Certified Professional Midwives (CPMs), the national standard for credentialed direct-entry midwives, practice autonomously from obstetricians and mostly serve those seeking birth outside of a hospital. In other states, that includes birth centers, but the single birth center in North Carolina are staffed exclusively with CNMs.

North Carolina currently stands alone among its neighbors in outlawing independent midwifery and not licensing CPMs, which are licensed in South Carolina, Virginia and Tennessee.

"We stand out in the region," says North Carolina Friends of Midwives legislative co-chairman Russ Fawcett. Of CPMs in surrounding states: "They are in the Yellow Pages and they are held accountable for their practice and maintaining their standard of care," he told the Indy.

One of the main arguments for licensing CPMs is that they are trained in the skills necessary to help women birth their babies comfortably and safely at home.

The legislation that came out of the study committee in the House wouldn't allow for the licensure of CPMs, however. As currently drafted, it specifies that in order to obtain licensure, midwives would have to have a master's degree.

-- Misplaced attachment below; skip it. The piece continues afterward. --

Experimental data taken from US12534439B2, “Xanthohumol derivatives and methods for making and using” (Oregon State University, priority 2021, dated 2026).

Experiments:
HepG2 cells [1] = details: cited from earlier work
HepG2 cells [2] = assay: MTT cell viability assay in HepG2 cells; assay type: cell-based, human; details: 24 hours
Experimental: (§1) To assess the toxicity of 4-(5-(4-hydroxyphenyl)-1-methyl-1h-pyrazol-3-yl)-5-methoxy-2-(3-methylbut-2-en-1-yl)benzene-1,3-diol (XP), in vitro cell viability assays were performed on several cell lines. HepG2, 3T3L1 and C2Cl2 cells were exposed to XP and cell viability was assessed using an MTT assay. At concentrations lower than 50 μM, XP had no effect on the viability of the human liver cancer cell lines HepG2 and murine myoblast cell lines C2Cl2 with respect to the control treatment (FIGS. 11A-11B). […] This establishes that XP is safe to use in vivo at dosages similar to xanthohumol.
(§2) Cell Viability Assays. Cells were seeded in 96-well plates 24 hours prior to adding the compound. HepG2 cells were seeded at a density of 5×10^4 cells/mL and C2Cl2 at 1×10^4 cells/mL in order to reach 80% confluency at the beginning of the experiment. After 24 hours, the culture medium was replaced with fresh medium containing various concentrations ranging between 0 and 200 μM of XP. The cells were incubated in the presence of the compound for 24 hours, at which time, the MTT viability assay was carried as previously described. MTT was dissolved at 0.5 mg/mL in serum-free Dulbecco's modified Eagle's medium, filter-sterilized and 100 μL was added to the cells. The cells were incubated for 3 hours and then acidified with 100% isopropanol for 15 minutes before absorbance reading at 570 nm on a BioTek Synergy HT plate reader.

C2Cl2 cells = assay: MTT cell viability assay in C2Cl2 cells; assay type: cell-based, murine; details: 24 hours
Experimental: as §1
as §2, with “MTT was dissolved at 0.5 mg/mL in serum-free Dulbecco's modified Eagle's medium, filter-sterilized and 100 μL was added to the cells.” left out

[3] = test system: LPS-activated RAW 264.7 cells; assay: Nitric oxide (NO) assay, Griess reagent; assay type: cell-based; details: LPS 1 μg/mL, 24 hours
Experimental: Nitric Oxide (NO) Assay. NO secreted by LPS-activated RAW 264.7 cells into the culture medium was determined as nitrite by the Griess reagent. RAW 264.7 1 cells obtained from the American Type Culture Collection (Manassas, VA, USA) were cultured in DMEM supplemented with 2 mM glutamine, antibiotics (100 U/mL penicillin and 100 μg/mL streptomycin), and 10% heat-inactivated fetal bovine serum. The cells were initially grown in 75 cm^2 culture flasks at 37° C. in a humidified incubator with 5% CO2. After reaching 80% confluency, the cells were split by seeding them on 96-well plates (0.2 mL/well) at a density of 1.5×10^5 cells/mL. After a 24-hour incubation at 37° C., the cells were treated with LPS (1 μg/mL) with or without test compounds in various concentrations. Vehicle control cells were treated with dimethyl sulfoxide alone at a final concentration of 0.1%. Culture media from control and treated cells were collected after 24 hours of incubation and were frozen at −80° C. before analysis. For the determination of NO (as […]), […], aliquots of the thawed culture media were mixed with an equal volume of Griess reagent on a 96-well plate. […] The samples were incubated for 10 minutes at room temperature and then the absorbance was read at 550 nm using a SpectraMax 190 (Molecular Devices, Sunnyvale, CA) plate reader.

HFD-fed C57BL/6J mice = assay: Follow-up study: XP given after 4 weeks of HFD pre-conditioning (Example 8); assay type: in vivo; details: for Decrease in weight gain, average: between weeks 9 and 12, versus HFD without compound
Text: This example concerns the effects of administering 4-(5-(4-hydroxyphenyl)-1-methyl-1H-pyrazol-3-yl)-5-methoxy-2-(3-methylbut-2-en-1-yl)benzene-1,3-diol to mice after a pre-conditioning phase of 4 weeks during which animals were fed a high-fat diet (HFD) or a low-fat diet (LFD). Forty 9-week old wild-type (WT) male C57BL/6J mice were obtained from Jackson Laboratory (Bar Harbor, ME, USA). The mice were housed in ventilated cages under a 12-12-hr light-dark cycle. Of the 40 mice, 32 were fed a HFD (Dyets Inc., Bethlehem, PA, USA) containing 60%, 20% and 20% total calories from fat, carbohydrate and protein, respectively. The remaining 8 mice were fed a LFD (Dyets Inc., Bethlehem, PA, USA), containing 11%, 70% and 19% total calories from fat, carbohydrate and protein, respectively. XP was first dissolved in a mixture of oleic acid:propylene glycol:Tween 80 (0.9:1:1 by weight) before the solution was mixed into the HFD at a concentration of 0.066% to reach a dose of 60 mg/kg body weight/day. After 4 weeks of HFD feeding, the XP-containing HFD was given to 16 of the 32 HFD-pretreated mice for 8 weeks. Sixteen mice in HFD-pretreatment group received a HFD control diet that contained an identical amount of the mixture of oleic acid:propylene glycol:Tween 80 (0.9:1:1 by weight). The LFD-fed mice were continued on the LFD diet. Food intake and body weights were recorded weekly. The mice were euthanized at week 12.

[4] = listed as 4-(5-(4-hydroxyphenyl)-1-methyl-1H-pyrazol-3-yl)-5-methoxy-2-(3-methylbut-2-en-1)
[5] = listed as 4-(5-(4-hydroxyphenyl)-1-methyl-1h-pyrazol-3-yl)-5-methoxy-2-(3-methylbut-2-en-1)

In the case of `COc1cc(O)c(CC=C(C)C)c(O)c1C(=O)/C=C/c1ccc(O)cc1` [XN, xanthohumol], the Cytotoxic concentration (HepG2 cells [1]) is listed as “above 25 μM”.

"That just doesn't make sense for CPMs," says Fawcett, "because it doesn't improve the quality of care and it doesn't improve outcomes. It only adds additional requirements, which is an obstacle to producing the number of midwives we need."

Although CPMs are not required to have master's or nursing degrees, a point often held against them by physicians, their clinical requirements are double those of nurse-midwives and they are trained extensively in out-of-hospital settings.

"If we require graduate degrees along with the CPM credentials, we will change nothing in our state," Fawcett added. "We don't produce midwives who are trained to attend women who birth at home in our brick and mortar universities where CNMs acquire their graduate degrees."

Nonetheless, the medical society doesn't believe the standards set forth by the North American Registry of Midwives, the organization that certifies CPMs, are stringent enough.

Despite this, Keene says: "I want to be clear that we don't have any disdain or animosity for the midwifery profession. The track record of our organization on this issue has been one of great interest and support of the standards and the deployment of midwives to deliver babies."